After taking information about the Buffer Zone User Groups (BZUCs) of SNNP and depending upon most conflict-prone areas, 3 BZUCs consisting of 10 BZUGs were purposively selected. The selection criteria were based on the information regarding the crop damage, livestock damage, human casualties, and relief fund obtained from key informants (SNNP office, BZMC, Division Forest office (DFO), and local leaders). Altogether 10 BZUG consisting of 6 villages: Panchmane, Thulogaun Aanpchaur, Okhreni, Mulkharka, Jyotish Gaun, and Gurung Gaun from three Buffer Zone User Committees (BZUC were included in the household survey out of which BZUG from Shivapuri Sundarijal BZUC is located inside SNNP while the rest are located in the periphery of the park. A total of 162 (9 had a poor responses, so the final number is 153) households (HHs), comprising 40.5% of the total of 377 households (Table 1), were surveyed using a purposive sampling method. The field study was carried out during the winter season between December 2019 to February 2020. Semi-structured questionnaire was designed for the survey and prior to implementation, questions were pre-tested in some households of Shivapuri Sundarijal BZUC, and necessary modifications were made for data reliability. The household questionnaire consisted of three parts which included questions related to i) socio-economic background of the household, landholding, livestock holding, livelihood strategies, and source of income ii) type of problems the household faced due to wild animals, the quantity of damage, estimated monetary value of losses iii) attitude towards relief fund scheme for determining the relation of socio-economic factors and attitude of people towards relief scheme. The attitude of respondents was measured in three response patterns: positive, negative, or neutral in order to reduce the confusion among respondents between the same categories of attitude i.e. strongly agree, agree, and so on.

3.3 Data analysis

Descriptive analysis was done for the socio-economic characteristics of the respondents and interpreted in the form of frequency and percentage. Similarly, no of conflict cases, species involved in the conflict, relief amount distributed were analyzed and interpreted in the tabular form. Besides, responses were first analyzed using frequencies and percentages to ascertain a general trend of the attitudes towards the relief fund schemes. People’s attitude towards the relief schemes was measured at three levels (positive, negative, or neutral). Chi-square test was used to determine whether people’s attitudes and relief scheme were dependent or not using R (R Core Team 2018). Similarly, Chi-square was used to determine the dependency of different socio-economic factors and people’s attitudes towards relief schemes. The economic status of the respondents was categorized based on the annual income of the family. Family with an annual income of less than approximately USD 991 were categorized as the low, medium for income of approx. USD 991 to USD 2479 and rich for income more than USD 2479.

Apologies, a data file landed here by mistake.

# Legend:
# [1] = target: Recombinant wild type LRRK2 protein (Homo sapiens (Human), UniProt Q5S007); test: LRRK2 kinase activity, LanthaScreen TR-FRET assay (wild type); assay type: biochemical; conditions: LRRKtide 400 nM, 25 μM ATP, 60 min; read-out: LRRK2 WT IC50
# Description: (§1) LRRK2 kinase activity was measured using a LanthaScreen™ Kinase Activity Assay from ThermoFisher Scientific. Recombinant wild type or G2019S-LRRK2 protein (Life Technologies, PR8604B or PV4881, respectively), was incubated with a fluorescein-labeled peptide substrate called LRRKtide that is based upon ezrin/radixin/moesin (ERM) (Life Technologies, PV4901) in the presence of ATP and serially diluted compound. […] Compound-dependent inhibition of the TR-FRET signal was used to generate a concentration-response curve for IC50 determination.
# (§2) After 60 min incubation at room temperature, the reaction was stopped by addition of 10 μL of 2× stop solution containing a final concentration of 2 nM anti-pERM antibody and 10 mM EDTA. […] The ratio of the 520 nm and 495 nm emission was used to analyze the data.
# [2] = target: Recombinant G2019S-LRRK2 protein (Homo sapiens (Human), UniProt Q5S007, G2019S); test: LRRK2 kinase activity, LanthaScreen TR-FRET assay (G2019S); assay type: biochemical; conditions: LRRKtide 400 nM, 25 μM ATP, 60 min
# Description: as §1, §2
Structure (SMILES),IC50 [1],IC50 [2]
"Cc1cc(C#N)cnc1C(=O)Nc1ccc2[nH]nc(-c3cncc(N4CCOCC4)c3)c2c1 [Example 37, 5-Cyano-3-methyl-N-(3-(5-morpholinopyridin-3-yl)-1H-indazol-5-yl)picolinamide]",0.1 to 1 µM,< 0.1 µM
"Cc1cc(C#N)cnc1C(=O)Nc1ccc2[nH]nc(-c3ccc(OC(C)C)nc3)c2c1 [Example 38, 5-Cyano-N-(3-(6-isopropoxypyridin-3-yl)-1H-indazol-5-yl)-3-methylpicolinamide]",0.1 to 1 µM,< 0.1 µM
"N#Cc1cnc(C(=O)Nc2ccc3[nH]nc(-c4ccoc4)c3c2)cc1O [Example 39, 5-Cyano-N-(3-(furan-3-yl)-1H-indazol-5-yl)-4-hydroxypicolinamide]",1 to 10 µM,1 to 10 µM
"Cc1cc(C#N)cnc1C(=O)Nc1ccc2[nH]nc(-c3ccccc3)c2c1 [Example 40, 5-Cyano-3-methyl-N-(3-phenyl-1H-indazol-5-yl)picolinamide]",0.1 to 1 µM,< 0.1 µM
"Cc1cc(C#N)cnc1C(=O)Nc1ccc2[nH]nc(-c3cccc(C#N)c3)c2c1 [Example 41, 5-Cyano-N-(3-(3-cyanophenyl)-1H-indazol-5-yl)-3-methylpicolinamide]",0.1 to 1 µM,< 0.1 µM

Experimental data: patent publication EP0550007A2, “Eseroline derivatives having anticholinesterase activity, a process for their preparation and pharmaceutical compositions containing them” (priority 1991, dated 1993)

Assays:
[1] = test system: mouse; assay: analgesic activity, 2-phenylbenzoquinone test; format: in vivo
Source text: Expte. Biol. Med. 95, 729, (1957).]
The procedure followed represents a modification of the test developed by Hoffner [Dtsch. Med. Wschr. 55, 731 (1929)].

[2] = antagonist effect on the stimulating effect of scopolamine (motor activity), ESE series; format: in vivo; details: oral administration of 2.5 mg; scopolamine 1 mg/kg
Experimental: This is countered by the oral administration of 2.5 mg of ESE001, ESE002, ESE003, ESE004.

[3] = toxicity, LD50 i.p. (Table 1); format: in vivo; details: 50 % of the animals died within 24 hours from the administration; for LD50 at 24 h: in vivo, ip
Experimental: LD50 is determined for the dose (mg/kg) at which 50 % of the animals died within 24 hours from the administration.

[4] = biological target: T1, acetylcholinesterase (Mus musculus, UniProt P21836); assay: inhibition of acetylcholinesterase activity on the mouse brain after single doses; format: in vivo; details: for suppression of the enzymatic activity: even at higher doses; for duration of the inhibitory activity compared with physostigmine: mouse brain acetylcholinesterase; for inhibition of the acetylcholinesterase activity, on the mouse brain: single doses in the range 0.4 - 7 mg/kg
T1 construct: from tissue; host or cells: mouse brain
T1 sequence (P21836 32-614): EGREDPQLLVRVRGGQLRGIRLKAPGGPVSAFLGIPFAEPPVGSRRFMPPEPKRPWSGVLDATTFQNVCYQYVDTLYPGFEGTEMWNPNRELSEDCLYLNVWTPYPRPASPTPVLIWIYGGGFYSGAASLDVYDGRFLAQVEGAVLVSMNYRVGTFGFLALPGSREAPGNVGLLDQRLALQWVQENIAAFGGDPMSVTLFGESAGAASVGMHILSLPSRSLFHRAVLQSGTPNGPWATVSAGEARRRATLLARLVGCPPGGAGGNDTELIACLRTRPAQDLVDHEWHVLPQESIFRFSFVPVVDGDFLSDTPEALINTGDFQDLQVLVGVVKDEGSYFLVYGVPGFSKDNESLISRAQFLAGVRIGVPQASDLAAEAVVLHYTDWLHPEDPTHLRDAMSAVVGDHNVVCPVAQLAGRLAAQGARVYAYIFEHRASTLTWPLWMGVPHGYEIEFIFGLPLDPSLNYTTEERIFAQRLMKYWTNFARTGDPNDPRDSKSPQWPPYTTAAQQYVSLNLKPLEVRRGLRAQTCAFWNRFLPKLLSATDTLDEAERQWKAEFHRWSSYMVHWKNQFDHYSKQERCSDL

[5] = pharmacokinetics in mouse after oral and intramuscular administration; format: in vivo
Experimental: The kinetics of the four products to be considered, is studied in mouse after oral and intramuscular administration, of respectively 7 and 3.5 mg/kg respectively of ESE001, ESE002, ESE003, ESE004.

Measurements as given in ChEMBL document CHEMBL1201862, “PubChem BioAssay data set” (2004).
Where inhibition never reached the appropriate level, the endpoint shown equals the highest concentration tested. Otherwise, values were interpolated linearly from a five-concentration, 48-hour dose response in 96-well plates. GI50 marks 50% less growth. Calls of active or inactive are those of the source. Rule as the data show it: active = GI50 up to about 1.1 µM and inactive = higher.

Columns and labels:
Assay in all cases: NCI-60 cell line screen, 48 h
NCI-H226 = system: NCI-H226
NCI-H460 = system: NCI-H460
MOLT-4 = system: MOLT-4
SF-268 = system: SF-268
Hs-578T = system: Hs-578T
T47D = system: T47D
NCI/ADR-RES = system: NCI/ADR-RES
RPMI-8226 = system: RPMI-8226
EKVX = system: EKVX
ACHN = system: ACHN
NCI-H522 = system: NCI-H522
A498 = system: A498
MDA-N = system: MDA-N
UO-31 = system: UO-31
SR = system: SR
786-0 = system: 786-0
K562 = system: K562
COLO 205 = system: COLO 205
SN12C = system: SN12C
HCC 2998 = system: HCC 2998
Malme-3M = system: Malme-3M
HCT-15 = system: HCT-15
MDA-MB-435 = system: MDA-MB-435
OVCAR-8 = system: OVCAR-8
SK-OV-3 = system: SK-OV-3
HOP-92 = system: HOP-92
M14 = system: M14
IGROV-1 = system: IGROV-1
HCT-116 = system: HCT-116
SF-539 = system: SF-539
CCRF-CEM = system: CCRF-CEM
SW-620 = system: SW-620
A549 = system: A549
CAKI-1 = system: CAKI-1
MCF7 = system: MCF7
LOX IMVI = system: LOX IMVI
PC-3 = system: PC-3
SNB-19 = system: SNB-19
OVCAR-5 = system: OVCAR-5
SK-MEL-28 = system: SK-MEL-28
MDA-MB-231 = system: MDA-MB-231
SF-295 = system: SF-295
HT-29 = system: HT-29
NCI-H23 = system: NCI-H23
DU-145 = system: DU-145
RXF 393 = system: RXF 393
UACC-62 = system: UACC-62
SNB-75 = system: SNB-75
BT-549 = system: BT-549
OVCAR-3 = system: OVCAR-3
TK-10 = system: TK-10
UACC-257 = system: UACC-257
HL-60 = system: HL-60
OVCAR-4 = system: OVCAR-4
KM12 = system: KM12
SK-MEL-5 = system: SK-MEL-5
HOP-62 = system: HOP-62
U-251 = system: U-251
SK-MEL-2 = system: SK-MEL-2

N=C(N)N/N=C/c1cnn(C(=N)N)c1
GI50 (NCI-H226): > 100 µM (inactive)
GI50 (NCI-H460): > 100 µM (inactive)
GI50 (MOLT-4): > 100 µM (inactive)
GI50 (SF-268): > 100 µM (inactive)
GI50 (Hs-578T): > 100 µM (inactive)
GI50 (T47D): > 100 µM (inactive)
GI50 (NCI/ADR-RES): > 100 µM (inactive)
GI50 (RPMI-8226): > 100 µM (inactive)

4 Results

4.1 General socioeconomic characteristics

On average 71% were illiterate or had lower level of education whereas 29% had higher or at least secondary level of education. Around 39% belonged to very low economic status while the rest had in medium and high economic status. Sundarijal Shivapuri had the highest proportion of people in low economic status (55%). Around one-third were agriculturists. Other occupations include daily wage worker, government jobs and businesses. The highest number of agriculturists was from Sindhu Shivapuri. Despite being engaged in other occupations, most of the people were involved in agriculture production too (Table 2).
Table 2 Socioeconomic characteristics of respondents
Socio economic characteristics Indicators Goldhunga Jitpur (n=55) Sindhu Shivapuri (n=43) Sundarijal Shivapuri (n=55) Grand total (n=153)
Age <40 12 22% 3 7% 17 31% 32 21%
40-60 33 60% 24 56% 30 55% 87 57%
>60 10 18% 16 37% 8 15% 34 22%
Education Higher 20 36% 13 30% 11 20% 44 29%
Low or illiterate 35 64% 30 70% 44 80% 109 71%
Economic status Medium to high 43 78% 25 58% 25 45% 93 61%
Low 12 22% 18 42% 30 55% 60 39%
Occupation Agriculture 36 66% 35 81% 37 67% 108 71%
Others 19 34.5% 8 19% 18 33% 45 29%

4.2 Relief fund scheme in SNNP

4.2.1 Relief support for wildlife damage

SNNP commenced a relief program under wildlife damage relief guidelines (2013) in 2017/18 (SNNP, 2017). This program covers damages caused by 14 species listed in the guidelines except for SNNP where there is no restriction. Similarly, maximum cap on the relief amount ranges from 82 USD to 8265 USD depending upon the type of damage. Similarly, the guideline has developed a certain mechanism for making claims for relief. First, there is damage assessment based on photographic shreds of evidence and field visits. This is followed by the economic valuation of the damage, verification recommendation, and approval for relief payment (Carson et al., 2003).
A total of 24874 USD was disbursed by SNNP in the fiscal year 2017/18 for three kinds of damage; human injury, livestock depredation, and crop-raiding (Table 3). An average of 59 USD was paid for crop damage, 71 USD for livestock depredation, and 223 USD for human injury. Similarly, a total of 34875.38 USD was disbursed by SNNP in the fiscal year 2018/19 (Table 3). An average of 37 USD was paid for crop damage, 61 USD for livestock depredation, and 398 USD for human injury. There was an overall increase in total payment but average pay for crop and livestock depredation decreased.